(Bloomberg) -- The Inflation Reduction Act is changing the way Swedish automaker Volvo Car AB plans to build electric vehicles, Chief Executive Officer Jim Rowan said in an interview this week. “The thing that it's changing is our supply base, especially on batteries and probably on minerals as well,” Rowan said. “It's driving more and more of that technology into North America.”

That’s a feature of the IRA, not a bug. In order to pass the landmark climate bill, Senator Joe Manchin, a Democrat from West Virginia, insisted on domestic assembly and sourcing requirements for electric vehicle incentives, as well as price caps for eligible cars and income limits for eligible consumers. The law includes a federal tax credit of up to $7,500 for the purchase of a new electric or plug-in hybrid vehicle. To qualify for the full amount, a vehicle has to be assembled in North America and meet requirements, phased in between now and 2029, for sourcing battery components and minerals from the US or its trade partners. Since the IRA passed last year, more than $50 billion in EV and battery investment has been announced for North America.

The Treasury Department has set a deadline for the end of this week to issue guidance on exactly how it will interpret and implement these requirements in the tax code. None of Volvo's EV models are likely to qualify at the outset: The automaker's purely electric models are made outside the US, and even those plug-in hybrids made in its South Carolina factory could be disqualified by anticipated rules around mineral and component sourcing.

Still, Rowan expects the company’s US customers will eventually be able to take full advantage of the tax credits. “The timing on that is very aggressive,” he said. “It will be a gradual implementation of how we can get access to make sure that we hit all of those targets.”

In 2021, Volvo set a goal of selling only fully electric cars by 2030. Rowan, who took over as CEO in March of last year after stints at heated-mug maker Ember Technologies Inc., vacuum cleaner manufacturer Dyson Ltd. and mobile-phone company BlackBerry, said the company is on track to meet the ambitious target set by his predecessor Hakan Samuelsson. Volvo currently makes a pair of fully electric crossover SUVs as well as a range of plug-in hybrids. (Volvo, which is majority owned by China’s Zhejiang Geely Holding Group Co., also owns nearly half of EV startup Polestar, which builds its cars at a manufacturing facility jointly owned by Volvo and Geely.)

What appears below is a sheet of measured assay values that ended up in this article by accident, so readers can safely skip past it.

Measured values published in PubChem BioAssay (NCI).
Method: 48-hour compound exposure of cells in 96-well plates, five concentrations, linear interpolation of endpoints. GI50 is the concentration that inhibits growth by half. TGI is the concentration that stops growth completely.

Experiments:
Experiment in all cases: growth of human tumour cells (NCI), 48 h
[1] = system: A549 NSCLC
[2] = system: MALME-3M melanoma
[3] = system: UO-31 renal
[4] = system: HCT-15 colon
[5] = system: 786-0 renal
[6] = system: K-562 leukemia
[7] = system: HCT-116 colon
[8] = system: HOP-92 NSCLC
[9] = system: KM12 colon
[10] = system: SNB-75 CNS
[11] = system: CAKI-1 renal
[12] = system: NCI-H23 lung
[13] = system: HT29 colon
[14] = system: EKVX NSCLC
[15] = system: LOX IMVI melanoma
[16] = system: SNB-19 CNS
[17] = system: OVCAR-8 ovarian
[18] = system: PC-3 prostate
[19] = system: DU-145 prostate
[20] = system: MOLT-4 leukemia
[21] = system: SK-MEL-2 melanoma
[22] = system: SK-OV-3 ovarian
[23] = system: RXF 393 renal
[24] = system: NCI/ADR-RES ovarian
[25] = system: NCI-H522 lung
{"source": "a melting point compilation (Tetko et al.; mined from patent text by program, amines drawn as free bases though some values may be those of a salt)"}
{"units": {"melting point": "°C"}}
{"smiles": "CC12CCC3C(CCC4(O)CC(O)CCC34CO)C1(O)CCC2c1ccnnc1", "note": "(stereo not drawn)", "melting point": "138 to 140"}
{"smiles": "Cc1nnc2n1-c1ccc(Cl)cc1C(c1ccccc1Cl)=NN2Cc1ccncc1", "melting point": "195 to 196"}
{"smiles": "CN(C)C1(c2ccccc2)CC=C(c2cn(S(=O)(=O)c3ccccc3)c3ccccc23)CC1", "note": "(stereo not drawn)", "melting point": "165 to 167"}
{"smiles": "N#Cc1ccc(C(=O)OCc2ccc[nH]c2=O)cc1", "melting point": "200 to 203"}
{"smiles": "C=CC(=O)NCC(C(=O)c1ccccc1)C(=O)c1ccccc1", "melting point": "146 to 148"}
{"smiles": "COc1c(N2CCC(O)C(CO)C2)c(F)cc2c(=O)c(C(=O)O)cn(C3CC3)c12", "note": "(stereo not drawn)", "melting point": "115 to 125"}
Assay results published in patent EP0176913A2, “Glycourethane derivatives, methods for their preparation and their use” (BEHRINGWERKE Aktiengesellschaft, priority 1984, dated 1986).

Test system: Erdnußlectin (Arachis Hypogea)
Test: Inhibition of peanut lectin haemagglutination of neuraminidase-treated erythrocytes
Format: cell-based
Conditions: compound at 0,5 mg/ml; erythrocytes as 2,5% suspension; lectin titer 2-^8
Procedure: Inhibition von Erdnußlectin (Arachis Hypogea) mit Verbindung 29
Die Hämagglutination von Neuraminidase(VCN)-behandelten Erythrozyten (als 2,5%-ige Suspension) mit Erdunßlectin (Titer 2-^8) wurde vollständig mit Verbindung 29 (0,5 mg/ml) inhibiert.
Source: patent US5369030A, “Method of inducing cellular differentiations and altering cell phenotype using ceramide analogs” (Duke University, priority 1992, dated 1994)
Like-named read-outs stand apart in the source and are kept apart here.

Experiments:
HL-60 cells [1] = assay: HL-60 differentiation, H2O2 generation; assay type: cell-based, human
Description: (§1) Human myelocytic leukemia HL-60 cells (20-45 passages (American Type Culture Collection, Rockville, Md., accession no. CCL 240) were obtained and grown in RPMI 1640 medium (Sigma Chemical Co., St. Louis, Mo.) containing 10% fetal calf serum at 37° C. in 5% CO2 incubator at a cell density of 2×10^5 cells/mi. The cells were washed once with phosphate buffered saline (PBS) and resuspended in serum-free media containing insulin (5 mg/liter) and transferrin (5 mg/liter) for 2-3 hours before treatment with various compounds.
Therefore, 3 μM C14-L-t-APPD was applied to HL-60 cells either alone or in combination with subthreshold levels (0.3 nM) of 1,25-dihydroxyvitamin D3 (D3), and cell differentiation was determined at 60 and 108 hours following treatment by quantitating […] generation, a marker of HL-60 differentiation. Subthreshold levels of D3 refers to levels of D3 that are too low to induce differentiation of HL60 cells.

In November, Rowan announced plans to begin selling a three-row, electric SUV, the EX90, later this year. The vehicle will be built at Volvo’s plant near Charleston, South Carolina — marking the first time the company has started production of a new SUV outside of Europe. Volvo also has plants in Sweden, Belgium and China. 

Another new electric model — “the smallest SUV that we have ever done,” said Rowan — will be announced later this year, followed by new EV models each year for the next four or five years. In December of last year, fully electric vehicles accounted for 20% of global sales, with plug-in hybrids accounting for another 23%. 

Demand for EVs is still running ahead of supply, said Rowan, as the company deals with the residual effects of disruptions and chip shortages caused by the pandemic and the war in Ukraine. Last month, Volvo Chief Financial Officer Johan Ekdahl said that the company would not be dragged into a price war after Tesla Inc. and Ford Motor Co. lowered prices on electric models, a stance that Rowan reiterated. 

“Our order book is as healthy as it's ever been,” said Rowan. “That may be because we're in the premium end of the market and people in that sector might have a little bit thicker wallets…But let's be honest, we're keeping a pretty beady eye on what's going on because there's so much turbulence.” 

(Updates second paragraph with North America EV and battery investment since the IRA passed.)

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